What is the relationship (scientifically speaking) between diet and spiritual practices?? Why is it that in pretty much every monastic setting where intense spiritual exercises are engaged in (sleep deprivation, intensive meditation, prayer, physical exertions like prostration) fasting and some form of vegan/vegetarianism tend to show up? And not just in major world religions, but I know fasting plays a pretty big role before/during hallucinogenic vision ceremonies of alot of indigenous peoples (plus the famous and probably misunderstood 'vision' quests in alot of north american indian tribes)

I mean it could just be that a lot of these practices developed in hermetical environments where it wasn't feasible to, say, tend to and slaughter livestock.

Apologies for this tangent, I'll admit it's eminently flaggable. Patrik please dont kill me.

K thx -_-.

21fd060d0796fdb8a4a990441e08eae7

(24543)

on December 18, 2010
at 05:41 AM

Not tangential at all! I bet Jared Diamond would have an interesting way to tie this all together, but he's not on paleohacks.

95601768ec9cb75cc3a9cbcd2271ed14

(2206)

on December 17, 2010
at 10:56 PM

Asceticism, austerity, denial of earthly pleasures, fasting and to some a lesser extent martyrdom are a big part of all these monastic traditions and are seen a path to salvation/transformation/enlightenment. Some native people have also used seasonal fasts as a way to remind their bodies to be thankful for Earth's bounty which is way different than some of those traditions, though.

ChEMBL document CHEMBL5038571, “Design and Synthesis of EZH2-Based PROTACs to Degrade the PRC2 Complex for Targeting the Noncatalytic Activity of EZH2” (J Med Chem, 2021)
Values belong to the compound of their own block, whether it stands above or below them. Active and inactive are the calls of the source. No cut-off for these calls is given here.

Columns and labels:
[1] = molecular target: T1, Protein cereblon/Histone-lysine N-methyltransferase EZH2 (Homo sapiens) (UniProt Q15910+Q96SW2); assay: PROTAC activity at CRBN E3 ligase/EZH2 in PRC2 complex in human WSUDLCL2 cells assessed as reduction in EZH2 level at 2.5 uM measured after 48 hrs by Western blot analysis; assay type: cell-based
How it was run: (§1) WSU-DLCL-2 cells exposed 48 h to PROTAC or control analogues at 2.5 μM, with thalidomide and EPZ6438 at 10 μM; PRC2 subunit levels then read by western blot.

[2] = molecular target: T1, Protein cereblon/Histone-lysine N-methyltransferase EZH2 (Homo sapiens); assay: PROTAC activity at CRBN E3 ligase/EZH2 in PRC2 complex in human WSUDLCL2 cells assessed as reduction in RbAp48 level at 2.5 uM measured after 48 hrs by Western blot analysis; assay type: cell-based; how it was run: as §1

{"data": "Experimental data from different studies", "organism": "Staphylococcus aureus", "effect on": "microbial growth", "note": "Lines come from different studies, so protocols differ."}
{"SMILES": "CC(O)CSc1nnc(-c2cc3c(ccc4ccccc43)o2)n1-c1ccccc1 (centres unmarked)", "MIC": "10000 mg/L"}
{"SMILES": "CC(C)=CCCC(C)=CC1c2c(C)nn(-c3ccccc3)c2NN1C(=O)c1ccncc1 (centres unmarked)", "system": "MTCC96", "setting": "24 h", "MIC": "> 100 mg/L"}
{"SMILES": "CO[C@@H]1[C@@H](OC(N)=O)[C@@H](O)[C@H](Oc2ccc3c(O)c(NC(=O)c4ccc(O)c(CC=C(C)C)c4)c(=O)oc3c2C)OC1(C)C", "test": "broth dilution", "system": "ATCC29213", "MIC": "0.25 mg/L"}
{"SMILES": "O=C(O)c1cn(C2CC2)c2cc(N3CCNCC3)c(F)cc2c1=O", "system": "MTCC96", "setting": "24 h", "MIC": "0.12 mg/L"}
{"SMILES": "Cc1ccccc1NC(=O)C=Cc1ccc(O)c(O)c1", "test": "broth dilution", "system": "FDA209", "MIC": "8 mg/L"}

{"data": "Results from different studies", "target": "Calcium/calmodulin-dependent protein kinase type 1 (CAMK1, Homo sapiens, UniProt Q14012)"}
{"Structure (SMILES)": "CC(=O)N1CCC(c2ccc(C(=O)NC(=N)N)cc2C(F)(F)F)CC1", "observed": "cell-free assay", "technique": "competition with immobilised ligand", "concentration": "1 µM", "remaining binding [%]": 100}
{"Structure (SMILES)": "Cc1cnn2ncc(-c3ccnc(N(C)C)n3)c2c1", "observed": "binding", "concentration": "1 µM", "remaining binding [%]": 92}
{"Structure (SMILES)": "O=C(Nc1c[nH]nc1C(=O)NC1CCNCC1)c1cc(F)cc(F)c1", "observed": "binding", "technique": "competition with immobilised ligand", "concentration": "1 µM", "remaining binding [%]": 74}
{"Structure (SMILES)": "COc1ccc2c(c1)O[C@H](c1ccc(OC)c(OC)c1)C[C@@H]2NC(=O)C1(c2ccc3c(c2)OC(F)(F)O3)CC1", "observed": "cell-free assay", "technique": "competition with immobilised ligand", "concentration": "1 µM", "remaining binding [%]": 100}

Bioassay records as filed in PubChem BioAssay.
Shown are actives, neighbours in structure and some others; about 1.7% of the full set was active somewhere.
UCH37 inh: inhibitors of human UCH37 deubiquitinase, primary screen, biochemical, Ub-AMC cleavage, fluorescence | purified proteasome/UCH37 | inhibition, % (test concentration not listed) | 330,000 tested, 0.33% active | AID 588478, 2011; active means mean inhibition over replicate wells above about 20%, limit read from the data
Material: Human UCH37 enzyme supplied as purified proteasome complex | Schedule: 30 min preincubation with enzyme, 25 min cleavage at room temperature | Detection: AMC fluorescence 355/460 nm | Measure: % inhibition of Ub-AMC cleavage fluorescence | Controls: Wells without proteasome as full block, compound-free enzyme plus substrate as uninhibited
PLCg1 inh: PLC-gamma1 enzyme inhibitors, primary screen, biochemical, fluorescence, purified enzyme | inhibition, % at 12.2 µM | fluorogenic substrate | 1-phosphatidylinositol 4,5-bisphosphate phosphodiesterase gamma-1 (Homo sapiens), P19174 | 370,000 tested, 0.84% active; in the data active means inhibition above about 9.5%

3
Ac1e55cf06c2180f4008ff01953d10dd

on December 17, 2010
at 02:28 AM

All major religions develop at pastoralists or farmers societies, and no wonder, they typically prescribe eating in the way that was prevalent in their own culture. Religious restrictions could affect pork (Judaism and Muslims), alcohol (Muslims) but agriculture is never opposed (with the obvious exception of holy days like Shabbath,etc). For Zoroastrians, agriculture was highly encouraged.

2
8508fec4bae4a580d1e1b807058fee8e

on December 01, 2011
at 01:06 AM

The hubby and I are Hindu, and eat all types of pastured meat, seafood, eggs, and dairy.

excepts from a Swami: http://naturalhygienesociety.org/articles/swami_narayanananda.html

Ancient Indian sages were non-vegetarian and offered even beef to the gods.

...bulls, calves and barren cows were allowed to be killed and eaten. Instances from the Vedas support this statement. Yajur Veda, Satpath Brahmana, Brihatarunyaka Upanishad, Adhyaya 6th, 4th Brahmana, 18th verse runs thus: ??? "He who wishes for the birth of such a son as would be a reputed scholar, frequenting the assemblies and speaking delightful words, and as would study all the four Vedas and attain the full term of life, should have rice cooked with the meat of a vigorous bull or one more advanced in years and he and his wife should eat it with clarified butter. Then he would be able to beget such a son." Even the old meat-eating habits of the people are still to be found in many parts of India, where the Brahmins and 'the other three castes take fish and meat freely, as in Bengal, Assam, Orissa, Kashmir and parts of Bihar and Uttar Pradesh.